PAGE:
Testing aerospace vehicles is one of the most demanding and hazardous occupations one can aspire to. For as long as our species has attempted to mimic birds and achieve the ability to fly, people have been constructing- and test flying- devices by which to conquer the air. Only in this last century has the concept of an ordered, certified discipline been established….. Aerospace engineering and flight testing.
In 2009, I was pulled aside one day in my squadron building by a fellow navigator who’d been asked to sit in on a meeting. He recommended my name to our superior officer when a requirement was ordered for aircrew to participate in an upcoming project. Uninterested and assuming I knew more about it, I replaced him in future meetings regarding the project. The project was nothing glamorous- it was a fly-off between several contractors hoping to secure business with the Air Force reserve components to design, build, and install a datalink system on C-130 tactical transports (like the ones I’m currently flying onboard)
I took part in the fly-off, and made my recommendations to the service. Having flown on another air force aircraft equipped with datalinks (The Boeing E-3 Sentry “AWACS”), my participation in this phase of the project was fortuitous. Less than a year later, I was asked to return as part of the project by the leadership of the Air National Guard and Air Force Reserve Command Test Center, better known as it’s less cumbersome acronym “AATC”. This time, I had a larger role, consulting on the design on the device to flown, features of its software, and even participating in the flight testing.
The program, known as RTIC, which stands for “Real Time In the Cockpit”, was initiated to develop, test, and field a situational-awareness map display and datalink for C-130 aircraft. From the beginning, the contractor team and my peers in the Air Force sought to rapidly move the program from an idea to a flyable piece of hardware. The program began because of an urgent need to make C-130s a more effective airdrop platform during combat operations in Afghanistan.
My background isn’t in engineering, and I’m not an acquisitions officer (a career field in the Air Force which officers work with contractors to select new weapons systems). But for a brief moment, I was immersed in the world of aerospace engineering and test flying. And I loved it.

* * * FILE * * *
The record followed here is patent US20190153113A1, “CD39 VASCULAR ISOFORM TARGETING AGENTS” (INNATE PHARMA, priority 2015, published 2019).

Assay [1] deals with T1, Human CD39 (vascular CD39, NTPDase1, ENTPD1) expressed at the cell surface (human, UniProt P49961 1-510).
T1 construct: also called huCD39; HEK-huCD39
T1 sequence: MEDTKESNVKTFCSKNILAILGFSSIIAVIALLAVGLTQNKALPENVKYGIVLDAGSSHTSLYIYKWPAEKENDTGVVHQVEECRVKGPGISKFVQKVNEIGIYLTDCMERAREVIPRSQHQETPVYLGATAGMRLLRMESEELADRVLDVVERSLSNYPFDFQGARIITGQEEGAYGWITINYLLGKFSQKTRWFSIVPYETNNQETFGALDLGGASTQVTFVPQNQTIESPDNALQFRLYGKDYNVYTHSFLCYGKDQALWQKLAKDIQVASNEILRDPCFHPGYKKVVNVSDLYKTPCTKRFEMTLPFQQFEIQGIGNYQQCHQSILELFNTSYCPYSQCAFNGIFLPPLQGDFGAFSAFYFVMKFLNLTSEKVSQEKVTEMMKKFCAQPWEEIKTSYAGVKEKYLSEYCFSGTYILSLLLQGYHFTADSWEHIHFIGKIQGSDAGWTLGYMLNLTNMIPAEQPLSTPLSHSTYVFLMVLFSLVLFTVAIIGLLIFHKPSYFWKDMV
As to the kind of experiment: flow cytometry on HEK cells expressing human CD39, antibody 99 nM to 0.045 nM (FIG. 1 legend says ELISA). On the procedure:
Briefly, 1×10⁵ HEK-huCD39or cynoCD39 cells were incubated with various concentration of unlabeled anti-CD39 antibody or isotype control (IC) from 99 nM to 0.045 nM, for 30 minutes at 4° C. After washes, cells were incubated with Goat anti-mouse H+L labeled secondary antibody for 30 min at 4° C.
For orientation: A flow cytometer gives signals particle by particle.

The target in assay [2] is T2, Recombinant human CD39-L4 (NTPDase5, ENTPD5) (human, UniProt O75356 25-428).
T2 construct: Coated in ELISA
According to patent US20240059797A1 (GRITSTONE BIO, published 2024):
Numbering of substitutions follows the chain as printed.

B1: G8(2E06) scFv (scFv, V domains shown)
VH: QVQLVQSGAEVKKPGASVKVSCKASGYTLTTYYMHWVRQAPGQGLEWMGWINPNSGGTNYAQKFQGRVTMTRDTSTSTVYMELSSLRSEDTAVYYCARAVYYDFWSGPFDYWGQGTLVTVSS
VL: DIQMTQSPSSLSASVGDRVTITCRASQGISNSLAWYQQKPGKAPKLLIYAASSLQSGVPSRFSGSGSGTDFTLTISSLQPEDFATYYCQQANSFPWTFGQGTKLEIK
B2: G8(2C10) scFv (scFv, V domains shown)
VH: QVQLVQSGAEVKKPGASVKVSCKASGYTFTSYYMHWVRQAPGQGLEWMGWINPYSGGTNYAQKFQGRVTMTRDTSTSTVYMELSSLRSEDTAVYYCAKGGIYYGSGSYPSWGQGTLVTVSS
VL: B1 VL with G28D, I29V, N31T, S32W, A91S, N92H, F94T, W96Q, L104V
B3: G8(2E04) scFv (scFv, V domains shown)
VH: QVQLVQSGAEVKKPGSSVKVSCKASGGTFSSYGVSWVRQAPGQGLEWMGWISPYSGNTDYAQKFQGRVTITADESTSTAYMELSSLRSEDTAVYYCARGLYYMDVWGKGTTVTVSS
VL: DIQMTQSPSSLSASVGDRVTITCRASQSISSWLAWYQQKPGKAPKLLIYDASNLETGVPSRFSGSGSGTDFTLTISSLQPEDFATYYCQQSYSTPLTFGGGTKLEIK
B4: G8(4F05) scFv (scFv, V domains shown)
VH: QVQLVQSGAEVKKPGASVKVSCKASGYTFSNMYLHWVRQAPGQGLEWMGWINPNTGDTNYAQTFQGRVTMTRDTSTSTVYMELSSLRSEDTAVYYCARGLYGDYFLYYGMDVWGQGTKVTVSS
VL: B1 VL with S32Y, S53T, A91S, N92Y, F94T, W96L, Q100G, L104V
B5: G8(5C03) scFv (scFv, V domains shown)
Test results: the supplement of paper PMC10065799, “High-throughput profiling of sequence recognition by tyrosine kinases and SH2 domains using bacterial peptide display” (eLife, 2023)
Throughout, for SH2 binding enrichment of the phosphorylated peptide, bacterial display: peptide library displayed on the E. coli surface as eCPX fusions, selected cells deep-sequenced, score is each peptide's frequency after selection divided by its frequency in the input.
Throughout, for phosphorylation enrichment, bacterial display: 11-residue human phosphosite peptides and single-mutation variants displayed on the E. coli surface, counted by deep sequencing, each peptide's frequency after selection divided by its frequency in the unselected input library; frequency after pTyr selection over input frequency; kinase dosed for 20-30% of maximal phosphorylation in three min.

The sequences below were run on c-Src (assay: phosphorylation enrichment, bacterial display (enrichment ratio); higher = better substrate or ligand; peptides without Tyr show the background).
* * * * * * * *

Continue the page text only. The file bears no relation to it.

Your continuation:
As an aviator, it is impossible to avoid the stories of the daring exploits of test flying airplanes. From Doolittle’s first instrument flights, Yeager’s supersonic dash, Scott Crossfield, Milt Thompson, Don Mallick, and so more- every development in aviation has arisen from aerospace engineering and flight testing new aircraft. Every knot of airspeed and every foot of altitude has been achieved because men and women diligently, precisely sought the solutions to make it possible.
I wasn’t educated as an engineer, nor am I a graduate of any of the esteemed test pilot schools. But for as long as I’ve been professionally involved in aviation, I have read every book, paper, journal or blog about flight testing I could. The process of moving an idea from concept to hardware is incredible to me. Learning what I can, my goal was to be able to better apply myself to the RTIC program – and any other test flying projects that may arise.
After the initial development phases were complete, the contractors delivered test articles of the avionics to the AATC in Tuscon, Arizona. Long, thorough planning ensued- everyone participating met to determine the specific performance we hoped to achieve while testing the RTIC devices. With the engineers, the flight crews and I planned a number of increasingly complex flight plans we intended to fly using RTIC on our C-130.
Testing the equipment added a new element to flying. With the engineers and representatives of the contractors aboard our plane to observe, my crew would take off and fly to the designated airspaces over the Arizona desert and put RTIC through the wringer. Every feature was tested again and again, with the crew and engineers noting data points on test cards. After each flight, lengthy debriefs helped the contractors learn how the avionics performed, and what needed to be revised before the next test flight. From high altitude range tests to low-level tactical routes through the mountains at night, we test flew every scenario we could. And it was an incredible feeling to see something that once existed only as a vague idea turn to reality before our eyes.
Its been four years since that initial meeting I went to, and after many more meetings, ground trials, software bugs, and logging over 30 hours of flight test time, I am proud to know that the avionics project I helped with is now being installed as standard equipment across the Air Force Reserve and Air National Guard’s C-130H, C-130J, and C-17 fleets. My experience is no way comparable to the amazing feats of airmanship attributed to great test pilots in history, but for me, it was worth it just to take part in a flight test project. And I suspect it won’t be my last.